The magic of Induction Weekend endures in times of change
John Steinbeck published "The Grapes of Wrath" on April 14, 1939. Change – as written in this opening of Chapter 14 – was a central theme in Steinbeck’s novel, focusing on western migration and the growth of the western states, and the story of the Joads, their pursuit of change and the hope that spurred them on, resonated with readers the world over.
A lot has, of course, changed since the end of the 1940s, both in baseball and around the world. Wars have been fought, lives lost, countries changed. Thirteen men have served as President of the United States, and nine others have presided over the game as the Commissioner of Baseball.
But one thing that hasn’t changed is the magic of Hall of Fame Weekend itself: A weekend that has come to be treasured by generations of fans, writers and Hall of Famers alike.
“I come up here every year...and it’s an honor and a pleasure to return... [Cooperstown] is the greatest little town in the world, I think,” said Phil Niekro. True to his word, the Hall of Famer and current member of the Board of Directors has been on stage for all but three Induction Ceremonies since his own in 1997.
“If you come once, you want to come every year,” explains Jack O’Connell, the Secretary-Treasurer of the Baseball Writers’ Association of America and a longtime sportswriter covering the New York Yankees and Mets.
Since 1994, O’Connell has been the voice at the other end of the phone when Hall of Famers receive their call to Cooperstown, which meant that Hall of Fame Weekend 1995 was his first opportunity to experience the pageantry.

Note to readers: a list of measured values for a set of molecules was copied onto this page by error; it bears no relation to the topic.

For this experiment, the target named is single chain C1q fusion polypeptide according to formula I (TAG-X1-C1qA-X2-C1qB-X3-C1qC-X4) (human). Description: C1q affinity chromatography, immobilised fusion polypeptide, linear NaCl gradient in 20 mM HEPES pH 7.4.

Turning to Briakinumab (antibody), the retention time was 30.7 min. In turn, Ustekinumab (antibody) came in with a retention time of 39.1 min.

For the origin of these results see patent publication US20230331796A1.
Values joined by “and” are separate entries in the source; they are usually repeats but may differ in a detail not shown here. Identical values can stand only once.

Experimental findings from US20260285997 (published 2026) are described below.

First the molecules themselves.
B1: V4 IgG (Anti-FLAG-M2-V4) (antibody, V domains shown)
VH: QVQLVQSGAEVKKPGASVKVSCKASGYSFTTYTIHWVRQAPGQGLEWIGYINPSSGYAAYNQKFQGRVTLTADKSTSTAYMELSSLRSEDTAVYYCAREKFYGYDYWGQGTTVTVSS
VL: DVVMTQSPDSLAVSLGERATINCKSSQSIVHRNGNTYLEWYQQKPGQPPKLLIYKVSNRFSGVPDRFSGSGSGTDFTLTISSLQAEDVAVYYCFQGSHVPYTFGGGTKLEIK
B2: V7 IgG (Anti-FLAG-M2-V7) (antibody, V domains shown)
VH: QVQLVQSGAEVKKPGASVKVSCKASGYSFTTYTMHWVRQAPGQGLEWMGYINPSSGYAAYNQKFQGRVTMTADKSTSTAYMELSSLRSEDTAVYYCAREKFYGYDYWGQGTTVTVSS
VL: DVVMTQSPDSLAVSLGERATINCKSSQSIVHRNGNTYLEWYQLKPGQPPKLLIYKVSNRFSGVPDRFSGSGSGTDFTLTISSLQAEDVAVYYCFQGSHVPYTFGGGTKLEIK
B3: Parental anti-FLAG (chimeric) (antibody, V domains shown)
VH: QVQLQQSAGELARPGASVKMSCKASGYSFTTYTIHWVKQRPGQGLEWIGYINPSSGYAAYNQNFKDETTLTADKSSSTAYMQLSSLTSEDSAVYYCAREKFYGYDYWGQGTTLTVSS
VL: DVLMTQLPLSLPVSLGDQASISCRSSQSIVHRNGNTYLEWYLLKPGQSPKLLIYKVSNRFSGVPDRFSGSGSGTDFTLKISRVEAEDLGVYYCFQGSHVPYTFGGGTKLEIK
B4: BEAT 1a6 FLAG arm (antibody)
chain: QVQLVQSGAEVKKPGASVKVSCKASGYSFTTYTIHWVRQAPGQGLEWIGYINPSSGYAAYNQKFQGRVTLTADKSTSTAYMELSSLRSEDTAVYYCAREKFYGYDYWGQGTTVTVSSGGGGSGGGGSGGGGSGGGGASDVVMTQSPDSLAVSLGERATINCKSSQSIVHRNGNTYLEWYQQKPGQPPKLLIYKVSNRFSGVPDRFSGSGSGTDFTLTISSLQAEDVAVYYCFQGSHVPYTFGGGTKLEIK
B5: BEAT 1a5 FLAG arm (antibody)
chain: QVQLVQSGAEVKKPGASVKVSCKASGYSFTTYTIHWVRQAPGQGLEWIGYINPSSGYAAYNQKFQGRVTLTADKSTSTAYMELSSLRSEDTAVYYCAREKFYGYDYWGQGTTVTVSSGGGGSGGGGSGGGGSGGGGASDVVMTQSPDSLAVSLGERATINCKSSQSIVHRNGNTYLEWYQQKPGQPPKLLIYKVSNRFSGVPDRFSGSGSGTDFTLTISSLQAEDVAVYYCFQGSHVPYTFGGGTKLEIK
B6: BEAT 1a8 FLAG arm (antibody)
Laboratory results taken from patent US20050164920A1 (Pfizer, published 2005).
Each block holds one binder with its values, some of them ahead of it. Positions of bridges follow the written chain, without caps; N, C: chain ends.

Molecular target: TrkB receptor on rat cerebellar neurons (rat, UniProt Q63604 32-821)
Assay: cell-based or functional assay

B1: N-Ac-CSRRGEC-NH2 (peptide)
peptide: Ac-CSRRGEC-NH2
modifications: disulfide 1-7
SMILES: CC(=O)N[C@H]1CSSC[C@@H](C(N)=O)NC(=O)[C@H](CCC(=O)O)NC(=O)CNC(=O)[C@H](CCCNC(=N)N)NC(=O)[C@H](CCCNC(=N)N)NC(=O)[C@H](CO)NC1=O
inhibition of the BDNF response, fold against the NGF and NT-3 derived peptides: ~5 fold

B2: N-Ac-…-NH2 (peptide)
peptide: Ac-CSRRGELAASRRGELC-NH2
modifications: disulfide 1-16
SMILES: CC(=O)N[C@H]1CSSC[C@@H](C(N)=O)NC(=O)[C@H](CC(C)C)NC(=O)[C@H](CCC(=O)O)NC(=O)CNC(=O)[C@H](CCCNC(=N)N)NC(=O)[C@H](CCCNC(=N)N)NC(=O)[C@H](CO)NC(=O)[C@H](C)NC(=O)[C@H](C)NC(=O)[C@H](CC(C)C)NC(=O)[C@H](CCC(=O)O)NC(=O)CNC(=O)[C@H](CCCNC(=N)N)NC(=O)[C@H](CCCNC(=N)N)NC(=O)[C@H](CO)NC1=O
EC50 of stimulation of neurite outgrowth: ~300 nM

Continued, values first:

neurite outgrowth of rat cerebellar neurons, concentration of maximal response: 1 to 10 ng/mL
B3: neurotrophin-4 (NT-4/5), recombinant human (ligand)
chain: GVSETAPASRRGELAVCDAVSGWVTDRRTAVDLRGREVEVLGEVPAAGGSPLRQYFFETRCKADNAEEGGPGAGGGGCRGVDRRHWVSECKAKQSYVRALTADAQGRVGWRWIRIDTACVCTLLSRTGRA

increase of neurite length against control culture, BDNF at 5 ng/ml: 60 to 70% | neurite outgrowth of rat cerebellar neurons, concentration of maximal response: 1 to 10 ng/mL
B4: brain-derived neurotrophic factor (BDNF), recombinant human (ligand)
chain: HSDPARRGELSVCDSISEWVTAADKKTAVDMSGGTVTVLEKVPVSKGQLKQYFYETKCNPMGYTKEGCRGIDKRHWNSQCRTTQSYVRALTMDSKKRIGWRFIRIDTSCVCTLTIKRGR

“I’d been to the Hall only twice before, in the winter and in early spring, so I’d never experienced it in that big month of July. It was really eye opening,” O’Connell said.
“I would’ve loved to have had mine out on the stage, but nothing was going to rain on my parade...It’s more about what it is than where it was. It was more about being inducted with these other legends of the game, rather than where they were inducting me.”
The Reds legend and Vice Chairman of the Hall of Fame Board of Directors is already looking ahead to next year’s ceremony.
“I’m looking forward to having the Class of 2020 get fully inducted,” Morgan said. “They’re all Hall of Famers, but until you walk up on that stage there’s just something missing. And that will complete their journeys, when they get up there.
“You’re going back to where the game started. You’re going back to a small town that reminds you of those small communities where the game began, and it hasn’t changed over the years. It’s still an old-fashioned baseball town, an old-fashioned community.”
2020 has been a year of immense, unprecedented change but, as Steinbeck wrote 81 years ago, we keep reaching forward, stumbling ever-onward in our quest for hope. Hall of Fame Weekend may have been postponed, but the game itself – its history, its stories, its characters – and the magic of Cooperstown memories, remain sources of solace and light as they have for generations.
“I believe it will come back strong,” Kernan said. “I think it’s going to become a more special place, if that’s possible.”
This story first appeared in the Hall of Fame's official magazine, Memories and Dreams, in 2020
Isabelle Minasian is the digital content specialist at the National Baseball Hall of Fame and Museum